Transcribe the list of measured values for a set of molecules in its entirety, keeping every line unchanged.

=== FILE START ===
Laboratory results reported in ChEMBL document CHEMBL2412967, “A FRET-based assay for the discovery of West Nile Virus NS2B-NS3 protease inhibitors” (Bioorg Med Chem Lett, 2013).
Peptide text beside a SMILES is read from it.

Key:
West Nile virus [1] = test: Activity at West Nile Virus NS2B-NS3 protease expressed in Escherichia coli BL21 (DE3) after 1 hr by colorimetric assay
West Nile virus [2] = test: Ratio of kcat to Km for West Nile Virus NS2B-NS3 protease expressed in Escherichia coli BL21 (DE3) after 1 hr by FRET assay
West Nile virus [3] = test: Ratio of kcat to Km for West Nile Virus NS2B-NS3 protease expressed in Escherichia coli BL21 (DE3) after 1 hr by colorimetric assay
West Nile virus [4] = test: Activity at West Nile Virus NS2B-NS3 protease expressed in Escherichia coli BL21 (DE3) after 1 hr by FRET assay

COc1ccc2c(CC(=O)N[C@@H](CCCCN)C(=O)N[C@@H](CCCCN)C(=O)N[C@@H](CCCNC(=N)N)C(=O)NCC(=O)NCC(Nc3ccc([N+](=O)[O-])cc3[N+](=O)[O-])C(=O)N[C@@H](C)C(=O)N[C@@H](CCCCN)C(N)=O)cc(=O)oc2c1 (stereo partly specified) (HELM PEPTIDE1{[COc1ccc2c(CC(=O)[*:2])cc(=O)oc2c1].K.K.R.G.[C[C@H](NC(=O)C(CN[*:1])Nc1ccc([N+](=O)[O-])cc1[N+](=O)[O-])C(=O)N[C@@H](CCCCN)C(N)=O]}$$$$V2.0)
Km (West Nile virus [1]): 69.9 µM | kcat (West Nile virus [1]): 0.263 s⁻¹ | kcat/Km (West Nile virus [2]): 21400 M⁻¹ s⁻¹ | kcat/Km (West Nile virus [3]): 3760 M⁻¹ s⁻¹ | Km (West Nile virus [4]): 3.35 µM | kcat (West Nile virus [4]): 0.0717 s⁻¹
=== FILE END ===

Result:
Laboratory results reported in ChEMBL document CHEMBL2412967, “A FRET-based assay for the discovery of West Nile Virus NS2B-NS3 protease inhibitors” (Bioorg Med Chem Lett, 2013).
Peptide text beside a SMILES is read from it.

Key:
West Nile virus [1] = test: Activity at West Nile Virus NS2B-NS3 protease expressed in Escherichia coli BL21 (DE3) after 1 hr by colorimetric assay
West Nile virus [2] = test: Ratio of kcat to Km for West Nile Virus NS2B-NS3 protease expressed in Escherichia coli BL21 (DE3) after 1 hr by FRET assay
West Nile virus [3] = test: Ratio of kcat to Km for West Nile Virus NS2B-NS3 protease expressed in Escherichia coli BL21 (DE3) after 1 hr by colorimetric assay
West Nile virus [4] = test: Activity at West Nile Virus NS2B-NS3 protease expressed in Escherichia coli BL21 (DE3) after 1 hr by FRET assay

COc1ccc2c(CC(=O)N[C@@H](CCCCN)C(=O)N[C@@H](CCCCN)C(=O)N[C@@H](CCCNC(=N)N)C(=O)NCC(=O)NCC(Nc3ccc([N+](=O)[O-])cc3[N+](=O)[O-])C(=O)N[C@@H](C)C(=O)N[C@@H](CCCCN)C(N)=O)cc(=O)oc2c1 (stereo partly specified) (HELM PEPTIDE1{[COc1ccc2c(CC(=O)[*:2])cc(=O)oc2c1].K.K.R.G.[C[C@H](NC(=O)C(CN[*:1])Nc1ccc([N+](=O)[O-])cc1[N+](=O)[O-])C(=O)N[C@@H](CCCCN)C(N)=O]}$$$$V2.0)
Km (West Nile virus [1]): 69.9 µM | kcat (West Nile virus [1]): 0.263 s⁻¹ | kcat/Km (West Nile virus [2]): 21400 M⁻¹ s⁻¹ | kcat/Km (West Nile virus [3]): 3760 M⁻¹ s⁻¹ | Km (West Nile virus [4]): 3.35 µM | kcat (West Nile virus [4]): 0.0717 s⁻¹